Chapter 13. CONSOLIDATION, TRANSLATION, AND THE EQUITY METHOD
Steven Rubin, CPA
Deloitte & Touche LLP
Consolidation, translation, and the equity method are related sets of accounting practices used mainly in the preparation of consolidated financial statements.
Consolidated financial statements present the financial position, results of operations, and cash flows of a consolidated group of companies essentially as if the group were a single enterprise with one or more branches or divisions. With limited exceptions, a consolidated group of companies includes a parent company and all subsidiaries in which the parent company has a direct or indirect controlling financial interest. Because the reporting entity for consolidated financial statements transcends the legal boundaries of single companies, consolidated financial statements have special features, which require consideration in preparing and interpreting them.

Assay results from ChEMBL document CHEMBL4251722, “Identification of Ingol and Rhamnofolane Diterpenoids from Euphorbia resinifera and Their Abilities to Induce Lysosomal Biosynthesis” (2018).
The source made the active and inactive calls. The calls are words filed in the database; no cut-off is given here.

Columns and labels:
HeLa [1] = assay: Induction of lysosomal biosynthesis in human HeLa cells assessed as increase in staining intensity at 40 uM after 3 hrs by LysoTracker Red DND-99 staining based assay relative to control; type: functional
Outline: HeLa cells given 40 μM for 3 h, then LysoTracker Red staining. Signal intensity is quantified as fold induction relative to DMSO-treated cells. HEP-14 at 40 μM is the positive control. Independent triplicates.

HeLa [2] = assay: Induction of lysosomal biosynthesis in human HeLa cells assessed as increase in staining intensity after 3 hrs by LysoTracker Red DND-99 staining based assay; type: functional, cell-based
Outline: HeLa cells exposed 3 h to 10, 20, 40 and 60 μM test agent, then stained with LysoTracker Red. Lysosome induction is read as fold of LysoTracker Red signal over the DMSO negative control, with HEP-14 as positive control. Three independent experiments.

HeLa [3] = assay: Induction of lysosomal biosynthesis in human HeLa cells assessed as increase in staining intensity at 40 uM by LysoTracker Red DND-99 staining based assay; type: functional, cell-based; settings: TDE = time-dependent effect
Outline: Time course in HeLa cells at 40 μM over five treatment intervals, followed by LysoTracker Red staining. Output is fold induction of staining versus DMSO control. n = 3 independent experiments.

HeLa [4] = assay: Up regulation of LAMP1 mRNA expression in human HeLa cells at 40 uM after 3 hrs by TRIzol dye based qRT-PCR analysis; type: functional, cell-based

Consolidation is required when one company, the parent, owns—directly or indirectly—more than 50 percent of the outstanding voting shares of another company, unless control is likely to be temporary or does not rest with the parent. For instance, a majority-owned subsidiary is not consolidated if it (1) is in legal reorganization or bankruptcy or (2) operates under foreign exchange restrictions, controls, or other governmentally imposed uncertainties so severe that they cast doubt on the parent's ability to control the subsidiary. Majority-owned ...